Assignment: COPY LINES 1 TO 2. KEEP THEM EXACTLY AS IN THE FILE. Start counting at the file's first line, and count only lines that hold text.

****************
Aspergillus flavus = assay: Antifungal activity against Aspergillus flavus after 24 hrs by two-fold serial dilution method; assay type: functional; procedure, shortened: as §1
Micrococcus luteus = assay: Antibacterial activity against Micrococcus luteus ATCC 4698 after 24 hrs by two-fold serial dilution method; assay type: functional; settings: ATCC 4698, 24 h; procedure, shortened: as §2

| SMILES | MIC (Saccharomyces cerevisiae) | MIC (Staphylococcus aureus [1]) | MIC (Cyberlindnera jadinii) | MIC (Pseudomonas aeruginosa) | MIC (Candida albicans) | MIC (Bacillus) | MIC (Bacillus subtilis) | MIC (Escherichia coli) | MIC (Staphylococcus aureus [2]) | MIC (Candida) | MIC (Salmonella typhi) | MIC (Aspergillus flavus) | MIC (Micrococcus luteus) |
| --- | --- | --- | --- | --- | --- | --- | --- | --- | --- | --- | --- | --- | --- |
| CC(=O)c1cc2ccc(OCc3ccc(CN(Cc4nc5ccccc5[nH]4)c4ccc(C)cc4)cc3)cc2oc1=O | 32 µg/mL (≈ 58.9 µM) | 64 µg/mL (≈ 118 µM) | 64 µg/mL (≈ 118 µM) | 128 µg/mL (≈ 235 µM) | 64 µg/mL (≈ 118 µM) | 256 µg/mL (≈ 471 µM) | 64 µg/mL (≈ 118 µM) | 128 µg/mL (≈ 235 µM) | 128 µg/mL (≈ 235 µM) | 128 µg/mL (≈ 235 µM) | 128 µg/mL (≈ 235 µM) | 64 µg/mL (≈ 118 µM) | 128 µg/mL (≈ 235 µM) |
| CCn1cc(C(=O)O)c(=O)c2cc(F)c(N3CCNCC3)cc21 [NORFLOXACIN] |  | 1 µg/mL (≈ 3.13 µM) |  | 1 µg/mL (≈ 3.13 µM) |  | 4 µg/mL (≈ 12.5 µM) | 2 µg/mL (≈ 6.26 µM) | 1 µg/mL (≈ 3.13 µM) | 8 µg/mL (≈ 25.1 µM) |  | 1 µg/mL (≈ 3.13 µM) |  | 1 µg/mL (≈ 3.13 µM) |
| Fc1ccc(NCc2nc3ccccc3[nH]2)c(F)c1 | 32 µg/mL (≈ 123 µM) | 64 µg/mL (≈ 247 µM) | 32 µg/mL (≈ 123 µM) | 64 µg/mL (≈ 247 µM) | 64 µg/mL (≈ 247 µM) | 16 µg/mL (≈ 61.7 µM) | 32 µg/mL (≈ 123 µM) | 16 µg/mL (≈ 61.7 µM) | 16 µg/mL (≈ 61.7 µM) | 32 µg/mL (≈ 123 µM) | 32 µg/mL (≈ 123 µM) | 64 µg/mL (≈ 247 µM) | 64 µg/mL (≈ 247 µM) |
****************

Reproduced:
Aspergillus flavus = assay: Antifungal activity against Aspergillus flavus after 24 hrs by two-fold serial dilution method; assay type: functional; procedure, shortened: as §1
Micrococcus luteus = assay: Antibacterial activity against Micrococcus luteus ATCC 4698 after 24 hrs by two-fold serial dilution method; assay type: functional; settings: ATCC 4698, 24 h; procedure, shortened: as §2